KYIV - The new school year in Ukraine start on Thursday but dozens of educational facilities in the war-torn country's second biggest city, Kharkiv, have been damaged by Russian shelling, a British charity said.
The UK-based Centre for Information Resilience (CIR), a non-governmental organisation, said it verified 41 institutions that have been "partially or completely destroyed" in the city "under almost permanent" shelling since Russia invaded Ukraine on February 24.
Located in northeastern Ukraine just 50 kilometres from the Russian border, Kharkiv managed to repel efforts by Moscow's forces to take the city, which had a population of some 1.4 million residents before the war.
It has been heavily bombarded throughout the conflict and hundreds of people have been killed, officials say.
CIR said in a report that the shelling of educational facilities "was targeted rather than a by-product of indiscriminate attacks on civilian infrastructure".
The report said "a boarding school for visually impaired students, a 218-year-old university library, a university training pool used by Olympic athletes, and an almost 100-year-old vocational college" were among the institutions targeted.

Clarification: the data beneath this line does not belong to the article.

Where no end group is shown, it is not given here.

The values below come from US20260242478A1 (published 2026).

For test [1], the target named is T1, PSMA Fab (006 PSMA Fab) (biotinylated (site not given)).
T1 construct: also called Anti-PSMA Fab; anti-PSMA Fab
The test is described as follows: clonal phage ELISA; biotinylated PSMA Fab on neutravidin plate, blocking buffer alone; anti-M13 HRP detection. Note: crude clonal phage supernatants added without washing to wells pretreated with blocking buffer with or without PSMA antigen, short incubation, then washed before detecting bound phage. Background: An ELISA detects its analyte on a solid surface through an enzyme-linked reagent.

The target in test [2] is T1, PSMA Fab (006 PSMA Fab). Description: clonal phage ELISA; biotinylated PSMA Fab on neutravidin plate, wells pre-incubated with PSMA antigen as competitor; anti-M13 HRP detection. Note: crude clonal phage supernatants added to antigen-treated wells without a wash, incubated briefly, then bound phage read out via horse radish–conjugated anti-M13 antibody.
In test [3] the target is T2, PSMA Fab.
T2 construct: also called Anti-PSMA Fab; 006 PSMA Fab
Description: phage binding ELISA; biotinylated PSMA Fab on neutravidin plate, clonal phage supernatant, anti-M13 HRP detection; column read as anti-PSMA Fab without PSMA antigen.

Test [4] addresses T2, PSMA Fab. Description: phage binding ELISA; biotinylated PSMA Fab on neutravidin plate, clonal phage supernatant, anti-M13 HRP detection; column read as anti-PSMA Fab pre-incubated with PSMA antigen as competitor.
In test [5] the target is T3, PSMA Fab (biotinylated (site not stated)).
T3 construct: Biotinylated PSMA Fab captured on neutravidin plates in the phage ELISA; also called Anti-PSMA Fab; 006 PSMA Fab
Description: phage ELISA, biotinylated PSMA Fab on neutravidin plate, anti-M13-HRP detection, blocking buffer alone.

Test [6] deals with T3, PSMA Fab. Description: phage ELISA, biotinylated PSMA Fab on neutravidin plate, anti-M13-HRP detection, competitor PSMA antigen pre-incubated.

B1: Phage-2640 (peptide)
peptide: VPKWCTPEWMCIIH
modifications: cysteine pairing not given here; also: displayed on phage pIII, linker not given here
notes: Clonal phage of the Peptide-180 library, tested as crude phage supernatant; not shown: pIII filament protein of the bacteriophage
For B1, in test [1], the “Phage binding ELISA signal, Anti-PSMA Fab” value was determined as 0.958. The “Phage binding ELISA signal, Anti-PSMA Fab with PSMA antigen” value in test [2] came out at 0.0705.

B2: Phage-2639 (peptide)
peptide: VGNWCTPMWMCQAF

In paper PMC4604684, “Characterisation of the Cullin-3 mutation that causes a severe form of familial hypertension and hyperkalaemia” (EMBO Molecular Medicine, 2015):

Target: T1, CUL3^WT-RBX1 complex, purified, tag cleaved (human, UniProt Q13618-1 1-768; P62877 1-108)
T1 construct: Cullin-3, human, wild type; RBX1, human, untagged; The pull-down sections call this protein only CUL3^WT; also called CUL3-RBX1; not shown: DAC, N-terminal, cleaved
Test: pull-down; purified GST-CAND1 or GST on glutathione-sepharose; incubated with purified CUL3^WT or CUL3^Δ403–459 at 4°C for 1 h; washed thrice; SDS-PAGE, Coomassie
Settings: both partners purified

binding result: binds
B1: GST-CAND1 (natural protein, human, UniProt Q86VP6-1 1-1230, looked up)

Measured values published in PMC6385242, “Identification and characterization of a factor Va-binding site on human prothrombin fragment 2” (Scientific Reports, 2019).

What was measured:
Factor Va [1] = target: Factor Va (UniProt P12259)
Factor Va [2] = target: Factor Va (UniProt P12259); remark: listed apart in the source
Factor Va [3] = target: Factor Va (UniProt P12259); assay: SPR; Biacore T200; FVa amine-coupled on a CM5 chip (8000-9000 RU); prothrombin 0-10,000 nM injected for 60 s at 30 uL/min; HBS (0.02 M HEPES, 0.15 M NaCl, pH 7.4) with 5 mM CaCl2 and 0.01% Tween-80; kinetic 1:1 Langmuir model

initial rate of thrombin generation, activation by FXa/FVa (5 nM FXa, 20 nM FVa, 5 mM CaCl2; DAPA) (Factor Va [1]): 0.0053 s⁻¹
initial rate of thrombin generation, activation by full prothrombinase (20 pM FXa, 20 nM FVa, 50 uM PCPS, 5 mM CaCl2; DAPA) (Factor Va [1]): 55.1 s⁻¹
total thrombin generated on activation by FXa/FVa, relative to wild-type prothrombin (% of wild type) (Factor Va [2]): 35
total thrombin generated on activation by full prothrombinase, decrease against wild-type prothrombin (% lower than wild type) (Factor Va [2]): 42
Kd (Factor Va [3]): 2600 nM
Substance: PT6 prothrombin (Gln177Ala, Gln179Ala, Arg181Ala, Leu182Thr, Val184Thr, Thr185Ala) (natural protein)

The shelling "blocked the safe access to specialised equipment for children with disabilities, endangered books that had previously survived World War II, sabotaged Olympic dreams, and interrupted teaching at colleges which have been operational for generations", the report said.
Ukrainian authorities said 2,199 educational institutions had been damaged as a result of bombing and shelling, with 225 of them completely destroyed.
Half of the 23,000 schools surveyed by the education ministry - about 51 per cent - are equipped with the bunker facilities necessary to begin classes offline.
Those without will teach classes online.
Kharkiv mayor Igor Terekhov said last month that all the city's schools would start the new academic year online due to constant shelling.
"Thousands of students across Kharkiv are currently deprived of a safe access to education, technical and specialised equipment and vocational training, with no end in sight," the CIR report said.